The World: Terror and Triumph at Mogadishu

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Throughout the early evening, telephone lines to Europe were open, so the Lufthansa planes were on the air to Frankfurt only for radio checks. But these checks became more and more frequent as the hours passed: from every 30 minutes to 20, then ten and finally two. Shortly after midnight Frankfurt told the planes: "We have lost all telephone and telex connections. You are our only means of communication. Keep in touch."

During that period, the behavior of the hijackers became increasingly erratic and menacing as another deadline approached. At one point, they tied the hostages' hands behind their backs with stockings and doused them with the remaining liquor aboard, apparently to help fuel the flames if they set the plane afire. The terrorists later untied the hostages, after being told by a West German diplomat in the control tower that Bonn would release eleven prisoners and fly them to Mogadishu. Mahmud consulted his "committee" and agreed to put off the deadline once more, this time until 2:30 a.m. Tuesday. "It is seven hours' flying time from Germany," he told the passengers. "I will give them seven hours." He advised the tower: "Don't try any tricks. This will not be another Entebbe."

But it was. Forty minutes before the terrorists' final deadline, the G.S.G. 9 rescue operation began. While two of the terrorists were in the cockpit talking with the German diplomat in the control tower, 28 commandos—their faces blackened and bodies camouflaged—stealthily approached the hijacked plane. Suddenly, there was an explosion on the runway—a diversion, and a signal for the attack. Smashing the emergency exits and blowing open the main doors with special explosives, the rescuers lobbed their stun grenades into the cabin. "Hinlegen! Hinlegen!" (Lie down! Lie down!) they shouted as they streamed aboard.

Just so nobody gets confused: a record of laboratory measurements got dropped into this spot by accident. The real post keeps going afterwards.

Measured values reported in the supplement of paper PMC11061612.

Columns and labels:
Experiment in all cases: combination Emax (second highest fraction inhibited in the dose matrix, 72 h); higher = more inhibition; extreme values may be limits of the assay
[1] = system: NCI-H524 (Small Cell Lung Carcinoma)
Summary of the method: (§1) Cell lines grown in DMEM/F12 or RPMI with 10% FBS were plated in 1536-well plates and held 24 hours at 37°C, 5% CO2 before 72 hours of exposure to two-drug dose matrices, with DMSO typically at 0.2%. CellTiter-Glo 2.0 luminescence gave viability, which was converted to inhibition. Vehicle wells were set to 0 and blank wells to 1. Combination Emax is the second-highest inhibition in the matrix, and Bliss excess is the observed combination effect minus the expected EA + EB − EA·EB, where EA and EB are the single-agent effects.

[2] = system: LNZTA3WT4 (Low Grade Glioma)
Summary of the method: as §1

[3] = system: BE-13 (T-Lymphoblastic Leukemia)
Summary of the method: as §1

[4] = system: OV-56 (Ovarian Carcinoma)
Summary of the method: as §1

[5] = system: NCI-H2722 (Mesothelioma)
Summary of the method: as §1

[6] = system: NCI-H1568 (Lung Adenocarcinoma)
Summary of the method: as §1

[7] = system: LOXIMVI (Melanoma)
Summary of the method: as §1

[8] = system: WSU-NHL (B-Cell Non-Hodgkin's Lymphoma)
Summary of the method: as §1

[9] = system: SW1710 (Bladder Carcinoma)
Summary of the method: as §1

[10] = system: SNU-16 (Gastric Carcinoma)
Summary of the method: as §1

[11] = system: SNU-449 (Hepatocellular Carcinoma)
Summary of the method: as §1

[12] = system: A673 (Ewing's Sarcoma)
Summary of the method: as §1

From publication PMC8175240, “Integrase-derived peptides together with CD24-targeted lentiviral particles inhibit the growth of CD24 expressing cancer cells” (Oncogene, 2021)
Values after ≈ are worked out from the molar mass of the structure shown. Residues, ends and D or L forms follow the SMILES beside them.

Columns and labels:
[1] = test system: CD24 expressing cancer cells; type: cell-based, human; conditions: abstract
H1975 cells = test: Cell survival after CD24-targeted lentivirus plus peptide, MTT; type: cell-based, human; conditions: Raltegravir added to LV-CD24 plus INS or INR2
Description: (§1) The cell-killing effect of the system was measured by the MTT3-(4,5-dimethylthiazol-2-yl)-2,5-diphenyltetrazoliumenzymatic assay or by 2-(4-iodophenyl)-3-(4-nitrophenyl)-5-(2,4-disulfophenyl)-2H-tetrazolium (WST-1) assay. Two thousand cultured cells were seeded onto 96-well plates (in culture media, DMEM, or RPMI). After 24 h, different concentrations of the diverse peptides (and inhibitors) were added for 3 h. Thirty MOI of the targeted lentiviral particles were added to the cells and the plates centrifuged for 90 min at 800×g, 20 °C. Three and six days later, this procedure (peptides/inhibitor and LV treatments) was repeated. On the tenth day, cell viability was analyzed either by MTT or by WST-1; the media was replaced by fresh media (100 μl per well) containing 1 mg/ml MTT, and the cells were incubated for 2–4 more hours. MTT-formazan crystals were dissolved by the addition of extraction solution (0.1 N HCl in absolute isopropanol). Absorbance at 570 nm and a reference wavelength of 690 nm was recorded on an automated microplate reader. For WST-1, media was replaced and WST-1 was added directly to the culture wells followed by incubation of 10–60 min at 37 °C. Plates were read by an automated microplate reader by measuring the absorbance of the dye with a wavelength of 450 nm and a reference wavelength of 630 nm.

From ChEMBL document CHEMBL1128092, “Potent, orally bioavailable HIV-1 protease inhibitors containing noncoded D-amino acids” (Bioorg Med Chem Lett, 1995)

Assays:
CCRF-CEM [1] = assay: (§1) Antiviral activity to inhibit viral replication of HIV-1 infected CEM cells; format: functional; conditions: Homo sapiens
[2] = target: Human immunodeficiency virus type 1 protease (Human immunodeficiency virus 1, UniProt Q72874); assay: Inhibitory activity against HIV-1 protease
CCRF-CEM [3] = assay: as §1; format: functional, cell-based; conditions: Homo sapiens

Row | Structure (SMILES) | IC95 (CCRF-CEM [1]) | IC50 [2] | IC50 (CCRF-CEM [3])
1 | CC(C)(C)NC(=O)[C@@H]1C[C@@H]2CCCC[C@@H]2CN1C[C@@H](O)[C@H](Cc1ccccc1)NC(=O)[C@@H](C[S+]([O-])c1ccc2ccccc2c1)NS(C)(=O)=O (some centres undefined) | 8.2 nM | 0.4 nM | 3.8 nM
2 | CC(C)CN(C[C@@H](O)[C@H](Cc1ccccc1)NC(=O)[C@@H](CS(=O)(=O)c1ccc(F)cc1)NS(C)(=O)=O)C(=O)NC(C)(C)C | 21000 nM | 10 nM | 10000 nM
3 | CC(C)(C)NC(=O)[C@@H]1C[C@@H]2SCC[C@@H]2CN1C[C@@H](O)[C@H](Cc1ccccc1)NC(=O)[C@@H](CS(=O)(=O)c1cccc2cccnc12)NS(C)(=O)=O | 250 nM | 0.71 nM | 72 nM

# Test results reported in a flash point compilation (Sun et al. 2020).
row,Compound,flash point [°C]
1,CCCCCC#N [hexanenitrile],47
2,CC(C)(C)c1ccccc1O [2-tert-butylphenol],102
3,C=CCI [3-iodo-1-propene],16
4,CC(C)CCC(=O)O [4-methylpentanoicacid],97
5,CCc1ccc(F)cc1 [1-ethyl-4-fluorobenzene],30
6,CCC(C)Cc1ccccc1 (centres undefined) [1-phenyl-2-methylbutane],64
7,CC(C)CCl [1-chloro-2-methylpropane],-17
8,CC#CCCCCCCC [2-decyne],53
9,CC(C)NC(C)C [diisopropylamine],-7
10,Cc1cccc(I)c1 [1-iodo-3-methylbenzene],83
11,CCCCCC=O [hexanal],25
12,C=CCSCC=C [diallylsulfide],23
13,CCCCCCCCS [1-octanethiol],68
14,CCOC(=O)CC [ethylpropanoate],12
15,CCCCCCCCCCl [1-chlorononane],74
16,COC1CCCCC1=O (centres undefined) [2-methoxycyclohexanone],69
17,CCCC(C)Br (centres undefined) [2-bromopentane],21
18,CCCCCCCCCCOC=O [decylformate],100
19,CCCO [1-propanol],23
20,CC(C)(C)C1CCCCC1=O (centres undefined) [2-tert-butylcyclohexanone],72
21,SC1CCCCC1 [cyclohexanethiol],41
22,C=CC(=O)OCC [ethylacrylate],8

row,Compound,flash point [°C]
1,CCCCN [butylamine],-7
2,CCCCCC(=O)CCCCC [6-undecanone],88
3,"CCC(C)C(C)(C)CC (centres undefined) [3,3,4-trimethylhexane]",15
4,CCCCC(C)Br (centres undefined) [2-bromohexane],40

From Wischnewski's plane 500 yards away, his pilot described the scene to Frankfurt in a running narrative. "This is Oscar X Ray. I can see the doors of the plane are open and the guys are entering the plane." Frankfurt headquarters: "O.K., go ahead."

In Tel Aviv, Ham Operator Gurdus sat huddled before his set.* In Bonn, a member of Schmidt's crisis group recalled later, "You could have heard a speck of dust move."

"The emergency doors are open now, and I can see six, seven, eight hostages rushing from the plane ... They are running toward the control tower ... Thirty-five, thirty-six hostages are out. Cars are picking them up ... More hostages. The guys have control of the plane. The doors are closed. It is over. The operation is over."

Frankfurt said calmly: "The Chancellor would like to know how many casualties there are."

"Please wait. Will come with the number." Minutes later: "Frankfurt, here is Oscar X Ray. Three terrorists killed, one badly wounded." Mahmud and two others had been killed outright; the fourth, a woman, suffered a thigh wound and was taken to a Mogadishu hospital. One commando, one stewardess and four passengers were slightly injured. Except for the murdered Captain Schumann, all the hostages survived.

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